Ohio’s 69th governor is arguably the most pious and sanctimonious in the state’s 213 year history. Gov. John Kasich will be out of office when his term ends in two years, but he’s being widely applauded for showing restraint for signing a bill that bans abortion at 20 weeks instead of a much harsher bill that bans abortion after a few weeks when a fetal heartbeat can be detected.
It read almost like fake news when Columbus Dispatch editor Alan D. Miller congratulated Mr. Kasich on signing a 20-week abortion ban bill instead of the so-called “Heartbeat” bill.
“To his credit, Gov. John Kasich vetoed the most restrictive abortion bill, which was roundly criticized as unconstitutional, even by many who push for restrictions on abortion,” the capital city paper’s editor wrote recently in “When lawmakers run amok, we’re on it.” The commentary decried a flock of bad bills Gov. Kasich has or is expected to sign into law, making him co-author of them.
When Mr. Kasich signed the 20-week abortion ban bill sent to him in the lame-duck session of the legislature, he upped to 18 the number of anti-women’s health bills that have become law with his signature. A little factoid Mr. Miller forgot or chose not to mention was this, it was to Kasich’s discredit that he signed 17 other bad bills related to women’s healthcare over the last six years in office.
Jeanne Bauer, a certified nurse midwife, wrote in the Cleveland Plain Dealer just how heartless the governor’s decision to sign SB 127, the 20-week abortion ban bill into law recently. “Let me make one thing clear: Although SB 127 appears less extreme than the proposed six-week ban, a 20-week ban will be lethal for women,” she said of Kasich’s decision. “It’s a choice that Gov. Kasich will never have to make. But to sign SB 127, and disguise it as a compromise, was the decision that, to me, was truly heartless.”
For those who haven’t followed Kasich’s long and lucrative career in politics, when the subject of women’s health or abortion is brought up, the normally glib governor who seems to have a flippant answer on many subjects, becomes tongue-tied, able to utter just three words: “I’m pro-life.”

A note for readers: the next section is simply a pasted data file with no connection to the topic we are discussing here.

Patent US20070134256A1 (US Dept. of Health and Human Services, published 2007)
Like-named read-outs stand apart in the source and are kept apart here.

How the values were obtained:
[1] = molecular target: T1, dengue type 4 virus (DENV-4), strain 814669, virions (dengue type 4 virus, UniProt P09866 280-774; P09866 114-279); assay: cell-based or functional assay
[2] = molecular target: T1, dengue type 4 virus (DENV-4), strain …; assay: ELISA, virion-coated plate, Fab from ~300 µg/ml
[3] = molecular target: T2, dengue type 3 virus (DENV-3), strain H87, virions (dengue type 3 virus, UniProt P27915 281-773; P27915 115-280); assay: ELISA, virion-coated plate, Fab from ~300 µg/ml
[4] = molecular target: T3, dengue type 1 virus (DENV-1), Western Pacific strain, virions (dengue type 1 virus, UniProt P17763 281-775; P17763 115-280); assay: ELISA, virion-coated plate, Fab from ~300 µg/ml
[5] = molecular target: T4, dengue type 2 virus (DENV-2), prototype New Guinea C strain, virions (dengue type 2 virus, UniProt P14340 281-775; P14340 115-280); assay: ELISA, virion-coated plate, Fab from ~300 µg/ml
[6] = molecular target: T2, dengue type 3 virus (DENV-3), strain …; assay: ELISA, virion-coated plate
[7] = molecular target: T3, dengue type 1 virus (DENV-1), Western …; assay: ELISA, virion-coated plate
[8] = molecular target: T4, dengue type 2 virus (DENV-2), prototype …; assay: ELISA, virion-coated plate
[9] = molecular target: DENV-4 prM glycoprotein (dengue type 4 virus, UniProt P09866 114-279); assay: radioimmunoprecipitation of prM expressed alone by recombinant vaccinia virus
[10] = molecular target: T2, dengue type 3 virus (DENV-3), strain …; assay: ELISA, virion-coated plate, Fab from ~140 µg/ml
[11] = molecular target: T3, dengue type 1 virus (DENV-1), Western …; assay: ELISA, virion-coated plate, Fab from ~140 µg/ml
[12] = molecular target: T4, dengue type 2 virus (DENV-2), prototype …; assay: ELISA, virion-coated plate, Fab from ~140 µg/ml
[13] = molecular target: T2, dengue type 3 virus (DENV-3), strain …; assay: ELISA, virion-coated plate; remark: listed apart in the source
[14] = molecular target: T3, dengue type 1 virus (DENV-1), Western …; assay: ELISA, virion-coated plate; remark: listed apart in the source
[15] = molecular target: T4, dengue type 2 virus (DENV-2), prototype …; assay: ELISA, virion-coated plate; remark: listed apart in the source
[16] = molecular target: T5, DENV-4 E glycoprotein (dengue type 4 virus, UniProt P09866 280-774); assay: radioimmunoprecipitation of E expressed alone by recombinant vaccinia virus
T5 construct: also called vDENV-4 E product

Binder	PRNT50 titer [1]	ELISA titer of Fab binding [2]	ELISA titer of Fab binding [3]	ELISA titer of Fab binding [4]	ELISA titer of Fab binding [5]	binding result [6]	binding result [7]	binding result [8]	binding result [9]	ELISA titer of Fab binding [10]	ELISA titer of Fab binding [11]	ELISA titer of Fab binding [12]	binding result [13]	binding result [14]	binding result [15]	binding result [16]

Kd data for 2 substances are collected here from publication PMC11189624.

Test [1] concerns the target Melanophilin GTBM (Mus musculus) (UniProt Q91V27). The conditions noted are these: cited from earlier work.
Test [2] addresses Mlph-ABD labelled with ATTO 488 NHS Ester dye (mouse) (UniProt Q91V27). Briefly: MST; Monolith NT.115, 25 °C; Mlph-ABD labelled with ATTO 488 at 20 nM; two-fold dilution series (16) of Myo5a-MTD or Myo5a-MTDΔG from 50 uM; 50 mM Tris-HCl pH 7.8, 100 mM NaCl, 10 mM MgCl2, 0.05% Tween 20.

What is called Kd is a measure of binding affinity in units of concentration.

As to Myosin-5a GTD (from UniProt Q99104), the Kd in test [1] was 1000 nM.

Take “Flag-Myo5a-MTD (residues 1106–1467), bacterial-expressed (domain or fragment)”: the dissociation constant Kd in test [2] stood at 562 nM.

But with little effort, he’s successfully managed to mislead and misdirect all media, from national to state, who dutifully report his stated reasons—costs and constitutionality—about why he signed a 20-week abortion ban bill into law and not the draconian “Heartbeat” bill.
Meanwhile, media outlets and their reporters following Ohio’s governor, have failed to ask the governor one simple question: But for the potential costs taxpayers will be saddled with to defend the likely unconstitutionality of bills he’s made into law that now include the 20-week abortion ban bill, would he prefer the stricter limitations imposed by the Heartbeat bill? Yes or no?
Gov. Kasich was thoroughly shellacked this year when he ran for the presidency for the second time since 2000. He made his moral compass, which he says is set by his Lord and Master, a central part of his sales job to be president. With 18 laws under his belt that hamper women pursuing their constitutional rights to abortion, his moral compass apparently hasn’t guided him to make their lives easier should they become pregnant through rape or incest, two situations not included by majority Republicans who sent him the bills without any public input in the waning days of this legislative session.
A letter to the editor of The Toledo Blade, from Jeffrey Pitzen of Northwood, asked an important if not blunt question Gov. Kasich ought to answer: “Where in the Constitution’s Bill of Rights is a religious faction in this country given the authority to impose upon the entire country its religious belief?”
His stated reasons of cost and constitutionality appear designed to misdirect away from what he really believes ought to be the standard for women. They provide convenient cover for the governor’s closely held religious beliefs that might otherwise find fulfillment in the heartbeat bill, if political calculations—of which he constantly claims he rises above—were not a factor in his decision making on such controversial subjects.
The U.S. Supreme Court is expected to be rebuilt by President Donald Trump with anti-choice justices all too ready to overturn Roe v Wade. This consideration was central to why the Ohio legislature passed these bills now, since legislative leaders foresee an opportunity ahead to one day make constitutional currently unconstitutional bills like Heartbeat.
The Washington Post made the observation that Kasich’s signing of the 20-weeks prohibition is exactly the kind of incrementalism that can lead to Heartbeat bills one day becoming constitutional. Similar bills already exist in 15 other states, with Ohio become the 19th to adopt the policy even though courts in three have blocked them.
“It comes into conflict with Roe’s guarantee of the right to an abortion until a fetus could survive outside the womb – which scientists say usually happens around 24 weeks. But the viability rule has always had its critics, and to anti-abortion advocates today it’s the perfect target: What looks like nibbling at the edges of an already-arbitrary stricture is actually a way to chip at the bedrock of abortion jurisprudence. This model has been the cornerstone of a quieter campaign to ban all abortion in the long term,” Molly Roberts wrote.
Will Gov. Kasich disagree with the new president’s supreme court picks, should a litmus test to their selection include overturning Roe v Wade? Will he protest any future court decision that overturns the law? Politically convenient excuses related to cost and judicial rigor are easy to give, and easily swallowed by myopic media ready to applaud restraint even though that restraint is still extreme.
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